Ice Cream Dance


This past Sunday I attended a sweet event choreographed and performed by Michelle Amara Micca. It was held at the handball court on 77th Street. I didn’t quite know what to expect when I arrived. There were four stations set up with coolers, ice cream, cones and sprinkles. Micca (she goes by her last name) sat in a chair. The music began. After about 30 seconds, an audience member made an ice cream cone, walked up to her and put it upside down on her head. She slowly got out of the chair to dance as the frozen treat melted down her face into her hair. More people began making cones and putting them all over her body. At some points, she ate the ice cream. The bright colors of the melting treat began to stain her white clothing. She looked like flying tie dye as she twirled and danced, free and strong! The music gradually became upbeat. At this point, all inhibitions were lost and almost all audience members were grabbing ice cream off the ground and throwing it at her.

One hilarious thing I noticed was the passers-by on the boardwalk, stopping and pulling out their phones. Two older women came down to the gate to watch and they looked stunned! Can you imagine stumbling upon a scene like this?  The whole experience was sweet, sweet magic!

Going into it, I had no expectations. I didn’t realize seeing this performance would have such an impact on me.  Being a part of the beautifully playful performance with the community was a reminder for me that we can still feel joy and freedom safely, despite all the anxiety Covid-19 has laid upon our shoulders these past 8 months.

The show almost didn’t happen. This piece has been in the making for a year but with Covid-19 the artist was apprehensive to perform it for the public. Local impresario Rob Bryn encouraged her to stage the event, and helped curate the production. This would be Micca’s last opportunity until the spring since temperature is key – the ice cream needs to melt.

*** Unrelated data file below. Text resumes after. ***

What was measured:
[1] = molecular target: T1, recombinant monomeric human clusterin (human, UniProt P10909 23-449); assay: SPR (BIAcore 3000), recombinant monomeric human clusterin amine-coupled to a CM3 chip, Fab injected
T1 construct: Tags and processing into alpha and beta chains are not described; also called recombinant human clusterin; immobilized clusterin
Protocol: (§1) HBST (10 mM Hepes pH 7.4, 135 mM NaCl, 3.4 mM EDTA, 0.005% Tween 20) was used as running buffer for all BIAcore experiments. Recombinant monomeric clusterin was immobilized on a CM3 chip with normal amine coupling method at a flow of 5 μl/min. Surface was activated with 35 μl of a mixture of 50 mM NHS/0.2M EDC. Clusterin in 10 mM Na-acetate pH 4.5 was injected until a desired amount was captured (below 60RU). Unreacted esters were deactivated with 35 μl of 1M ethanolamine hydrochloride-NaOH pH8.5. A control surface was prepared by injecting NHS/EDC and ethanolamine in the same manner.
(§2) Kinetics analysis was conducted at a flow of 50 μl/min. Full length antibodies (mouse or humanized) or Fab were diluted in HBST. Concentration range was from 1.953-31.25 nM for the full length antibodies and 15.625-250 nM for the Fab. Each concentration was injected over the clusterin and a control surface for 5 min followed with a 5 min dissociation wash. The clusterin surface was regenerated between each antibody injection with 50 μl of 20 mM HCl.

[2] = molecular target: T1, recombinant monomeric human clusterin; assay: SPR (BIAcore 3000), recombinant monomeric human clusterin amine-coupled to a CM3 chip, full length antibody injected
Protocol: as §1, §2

The invitation post on Instagram stated strict rules for attendance and shared a bit about why the performance was happening:

“My friend Micca has been dancing on the beach for two hours a day since quarantine first began back in March – in joyful practice and training. She’s an incredible mover. One of the many human treasures Rockaway has mystically drawn to itself, as it does. She’s been working on an ice cream piece for over a year. Before that she was in a professional dance company for 8 years. Performance is a hard way of life to live without, once you get used to it. She’s been hesitant to present this piece to the public because of Covid-19… I’ve encouraged her to do the show with sensible stipulations… If you want to attend you must RSVP by DMing or texting. You must get tested and be negative for Covid-19. The testing facility on 39th feels very safe and efficient. It’s free and you don’t need an appointment. Everyone in the audience has to wear a mask and gloves. They also have to be willing to participate. Willing to get up and move. Maybe scream and shout. Give and receive energy openly. Take pleasure in sunlight and ocean air. Be willing to play with ice cream. This Sunday, October 11th. At the handball court on Shore Front at Beach 77th at 5 PM. This is an attempt at a joyful countermeasure to dark times”

I very much hope we see more of Micca’s inspiring l performances in Rockaway. In the meantime, follow her on Instagram for a dose of sweetness – @MaMicca

tagged in ice cream, rockaway

Trees This, Tree That

A few tree-related items have popped up this week and I thought it would be worth sharing.

The first is both frustrating and hilarious. I got an email from 311 in response to a request I submitted to the NYC Department of Parks and Recreation on June 22, 2018. Yes, that’s 2 years ago??

“Thank you for your street tree planting request. Pending inspection for utility conflicts, we have determined this to be a suitable location for a new tree.

The next update is due within 180 days. We’ll notify you when the updates have been made. You can also check the status online.

Thank you,

And you didn’t read this wrong: Next update… 180 days… City agencies at their best.

After I took my tree pruner certification course with (great class btw), I extensively walked around the neighborhood noting dead trees for removal and requesting new trees to be planted by the city. I’ve gotten one other response maybe a year ago and now this.  I don’t know what else to say but … wow.